Caddo Lake
Caddo Lake is located on Big Cypress Bayou on the Louisiana and Texas border. It covers approximately 26,800 surface acres evenly divided between Texas and Louisiana. The average depth is 20 feet. It was the onl naturally formed lake in Texas until it was dammed in 1914. In 1799, the original lake was formed by a gigantic log jam (The Great Raft) at the confluence of the Caddo and Red Rivers. Until the Great Raft was removed, the Caddo Lake channel was used by steamboats traveling to the Jefferson, Texas Port. Named after the Caddo Indians, the lake is an internationally protected wetland under the Ramsar Treaty, and is the largest fresh water lake in the south, and the largest Cypress forest in the world. Thick Spanish moss draped bald cypress trees and aquatic plants thrive in the lake, making the lake a maze of sloughs, bayous, and ponds. The lake is swampy and it is easy for boaters to get lost. Over 42 miles of boat roads have been mapped, and over 100 miles of boat roads are clearly marked for navigation purposes. Caddo Lake has approximately 71 species of fish and 225 species of birds. In 2014, the U.S. Fish & Wildlife Service released 50 paddlefish into the lake to monitor the lake’s ecosystem. How well this dinosaur era fish survives and thrives will be an indicator of how well the ecosystem is recovering. Activities include birding, fishing and duck hunting. The lake is managed by the U.S. Army Corps of Engineers. The Texas town of Uncertain is located on the west shore of the lake. The town of Karnack, Texas is located nearby.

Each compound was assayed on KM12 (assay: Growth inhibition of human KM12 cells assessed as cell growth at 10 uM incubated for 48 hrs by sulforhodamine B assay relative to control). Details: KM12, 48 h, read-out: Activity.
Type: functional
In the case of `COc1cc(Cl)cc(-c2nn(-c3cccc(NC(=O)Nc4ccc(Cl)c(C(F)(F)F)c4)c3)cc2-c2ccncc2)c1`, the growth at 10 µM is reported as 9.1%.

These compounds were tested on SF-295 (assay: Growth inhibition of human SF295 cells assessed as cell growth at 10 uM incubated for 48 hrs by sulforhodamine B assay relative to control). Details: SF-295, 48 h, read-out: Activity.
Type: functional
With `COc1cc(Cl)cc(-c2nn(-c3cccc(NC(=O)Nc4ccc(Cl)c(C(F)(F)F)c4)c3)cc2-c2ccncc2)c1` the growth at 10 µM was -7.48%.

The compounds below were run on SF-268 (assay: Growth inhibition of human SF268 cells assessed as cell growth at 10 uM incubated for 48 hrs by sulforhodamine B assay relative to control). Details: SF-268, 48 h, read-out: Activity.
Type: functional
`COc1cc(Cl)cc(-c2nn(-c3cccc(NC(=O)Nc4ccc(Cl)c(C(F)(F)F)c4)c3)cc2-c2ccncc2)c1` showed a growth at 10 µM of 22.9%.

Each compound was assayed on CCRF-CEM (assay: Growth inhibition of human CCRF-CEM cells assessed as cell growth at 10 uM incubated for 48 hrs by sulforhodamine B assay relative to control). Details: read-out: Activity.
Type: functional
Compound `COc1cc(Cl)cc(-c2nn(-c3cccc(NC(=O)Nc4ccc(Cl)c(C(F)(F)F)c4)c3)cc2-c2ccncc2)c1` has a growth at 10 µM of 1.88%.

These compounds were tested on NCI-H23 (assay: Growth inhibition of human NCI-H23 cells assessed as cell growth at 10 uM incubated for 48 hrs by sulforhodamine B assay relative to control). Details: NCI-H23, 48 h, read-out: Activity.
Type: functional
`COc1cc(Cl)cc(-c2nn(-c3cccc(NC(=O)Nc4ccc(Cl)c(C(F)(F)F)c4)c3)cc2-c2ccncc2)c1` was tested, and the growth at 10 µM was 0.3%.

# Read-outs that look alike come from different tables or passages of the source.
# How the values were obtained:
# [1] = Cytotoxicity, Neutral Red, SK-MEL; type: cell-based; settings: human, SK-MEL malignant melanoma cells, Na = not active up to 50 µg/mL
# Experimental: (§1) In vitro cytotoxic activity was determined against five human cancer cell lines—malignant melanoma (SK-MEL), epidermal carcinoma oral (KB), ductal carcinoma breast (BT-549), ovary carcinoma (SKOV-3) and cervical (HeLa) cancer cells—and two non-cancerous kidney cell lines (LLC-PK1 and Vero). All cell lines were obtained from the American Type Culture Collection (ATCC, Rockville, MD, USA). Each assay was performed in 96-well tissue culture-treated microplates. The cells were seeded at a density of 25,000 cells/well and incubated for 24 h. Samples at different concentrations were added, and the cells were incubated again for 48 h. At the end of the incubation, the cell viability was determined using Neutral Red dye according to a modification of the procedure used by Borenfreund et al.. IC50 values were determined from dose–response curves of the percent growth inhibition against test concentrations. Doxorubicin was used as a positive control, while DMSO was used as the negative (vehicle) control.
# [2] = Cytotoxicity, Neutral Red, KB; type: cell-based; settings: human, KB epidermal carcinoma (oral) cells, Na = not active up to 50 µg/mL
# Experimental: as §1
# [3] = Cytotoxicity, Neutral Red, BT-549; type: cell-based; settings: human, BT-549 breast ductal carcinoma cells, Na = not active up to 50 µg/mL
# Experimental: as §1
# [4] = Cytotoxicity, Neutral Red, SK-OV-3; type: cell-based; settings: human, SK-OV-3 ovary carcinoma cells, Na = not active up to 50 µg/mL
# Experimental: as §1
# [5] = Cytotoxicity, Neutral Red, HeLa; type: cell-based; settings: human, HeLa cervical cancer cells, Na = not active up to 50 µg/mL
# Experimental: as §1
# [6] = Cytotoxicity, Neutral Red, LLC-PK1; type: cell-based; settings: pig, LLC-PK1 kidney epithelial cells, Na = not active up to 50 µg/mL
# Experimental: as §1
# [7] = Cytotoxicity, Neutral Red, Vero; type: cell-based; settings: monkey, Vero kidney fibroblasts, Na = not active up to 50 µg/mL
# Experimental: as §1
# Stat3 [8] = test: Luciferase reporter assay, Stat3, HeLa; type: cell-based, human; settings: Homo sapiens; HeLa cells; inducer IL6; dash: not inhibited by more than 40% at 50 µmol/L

Caddo Lake Location Map 
Current Caddo Lake Level
Caddo Lake TPWD Public Access Facilities Map
Big Cypress Bayou:
This 140 mile long bayou is sometimes called Big Cypress Creek. The bayou is formed in the southern part of Franklin County and flows eastward into Camp, Titus, Morris, Marion, and Harrison Counties. Two major water impoundments, Lake O' The Pines and Caddo Lake, are located on the Bayou. Lake Franklin County, a small impoundment, is located at the headwaters of the bayou. Big Cypress Bayou flows for approximately 38 miles in its upper reaches and an additional 34 miles between Lake O' The Pines and Caddo Lake. Running its entire course through a heavily forested region of northeast Texas, the upper reaches of the bayou are subject to varying water conditions and are not always suitable for recreational use. Log jams are prevalent when floating Big Cypress Bayou and may hinder navigation.  Fish Stocking History